Ikea’s regeneration plan faces an inconvenient truth, or three

Published 07 May 2021 2 minute read

Strategic Thinking
Select Child

This week, Ikea launched its buy-back system, as part of its desire “to become ‘climate-positive’ by 2030.”

Good intentions for sure, but is this truly driven by a desire to “reduce the amount of products going to landfill”, and regenerate Billys and Poängs?

Eternally-questioning is how we should all be, as I am being now (particularly with my consumer insight research hat on), and for good reason.

First, the world is full of second-hand furniture.

My entire house, from top to bottom, is furnished with second-hand furniture, all of which has the kind of patina that comes with age and love. Some pieces are a few hundred years old, some are just twenty or thirty.

All cost less than any Ikea piece and are solid as the day they were made.

And, I’m not an unusual purchaser.

This past year, consumer insight research saw a 404% year-on-year increase in second-hand sales from two years ago, as revealed in eBay’s lockdown data report (and described by Fashion United, while “as many pre-loved items as there are people in the UK (66 million), went to a new home in 2020.”

The same report also shows a definitive shift in values. Almost one-third more second-hand purchases were from small and smallish independent sellers and retailers, not from large Swedish corporations.

beautiful sofa in a modern living room (1)

Second, as anyone who’s ever tried to take a piece of Ikea furniture apart to move it know the re-assembling process is fraught with challenges.

Not least of which is the fact that it just doesn’t go back together very well.

And, Ikea has the same problem. They have no idea how to take their own furniture apart, other than jumping on it from a height, and so it’ll need to be delivered, they say, to the store fully-assembled.

So, their plan is not to recycle but regenerate. That is, to resell it.

Either in-store, or online, for which they’ve even created a partnership with Gumtree.

But while the concept of regeneration is absolutely what we should be talking about and acting on (especially when looking at results from consumer insight research), this move could be a misjudgement of the shifting values of the consumer.

Not to mention a bit of a smokescreen for capitalizing on the change in the way we’re thinking about what to have in our homes.

Third, when you add to this plan the need to drive old furniture to a store...

... and for potential purchasers to drive to that same store to collect it, Ikea have actually added to journey times and fuel consumption, as there are now two journeys rather than one.

So, while Ikea plans to be fully circular by 2030, and this could be seen as an active move toward that...

...it comes very close to tapping-into the trend of shifting consumer values to generate a new stream of revenue for the brand.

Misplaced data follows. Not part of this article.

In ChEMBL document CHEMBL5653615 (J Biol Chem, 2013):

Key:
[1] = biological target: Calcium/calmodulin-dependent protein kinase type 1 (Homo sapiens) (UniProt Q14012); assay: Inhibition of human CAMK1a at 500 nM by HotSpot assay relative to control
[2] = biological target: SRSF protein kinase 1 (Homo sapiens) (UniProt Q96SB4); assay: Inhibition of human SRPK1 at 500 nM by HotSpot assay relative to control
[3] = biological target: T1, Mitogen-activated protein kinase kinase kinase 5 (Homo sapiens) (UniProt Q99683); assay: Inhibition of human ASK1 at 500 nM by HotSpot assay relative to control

But hey, give it a go. Load your old Malm bed into the Mini Cooper, drive it the thirty miles to the store, and unload it, for 40% of its original value, if it’s in great condition.

And your reward for all that?

An Ikea voucher for the value to spend in Ikea.

An inconvenient truth may yet prove a tough one to face for Ikea.

Discover our platform and services

Platform-only

The insight platform for online qual, research communities, digital diaries, ethnography and more.

Services & Support

A range of expert research services and resources to help you deliver your projects with ease, speed and reach.

Expertise

Human insight with impact; leveraging our academic and industry experts to uncover insight, create impact and make confident decisions.

Conde-Nast (1) (1)
Conde_Nast_logo-copy

We were amazed at the level of insight we achieved in just a week. Further opened our eyes to new ways of researching and understanding our staff

We helped Conde Nast International define a new global mission and vision statement

van-tay-media-Kab_-4M4I74-unsplash (1)
Vouch-for-Me-Logo

Further really understood the brief and were extremely proactive. We are now very confident that we’re taking the right products and proposition to market.

We helped this insuretech startup tailor their customer value proposition for the UK market ahead of a planned launch

Keyhouse (1) (1)
Keyhouse

Further's expert team pushed us to clarify our assumptions and to think harder about how to communicate the value of our products and services

We helped Keyhouse enter a new market and understand what target users of their case management software needed and how to position their offer

FTH001_Mother_2_children_tablet (1)
UNICEF-Logo

Working with Further was a refreshing and eye-opening experience…...the qualityof their output which was excellent.

We helped Unicef generate insights to support the development of a mass market, sustainable fundraising product.

Zwift image (1)
Zwift-logo (1)

Strategically, Further’s insights provided clear and directional answers that will guide us through our next phase of growth

We helped Zwift understand users and non-users needs and wants so they could prioritise their innovation pipeline

Chillys image case study (1)
Chillys-logo (1)

We helped Chilly’s leadership team consider new ways to understand and co-create with their customers’

We helped disruptive pet insurance company Waggel develop customer personas and map out the current and intended customer journey.

What next?

Browse our site, download our resources, request a demo of our platform or speak to one of our experts

Browse our work
Request a demo
Book consultation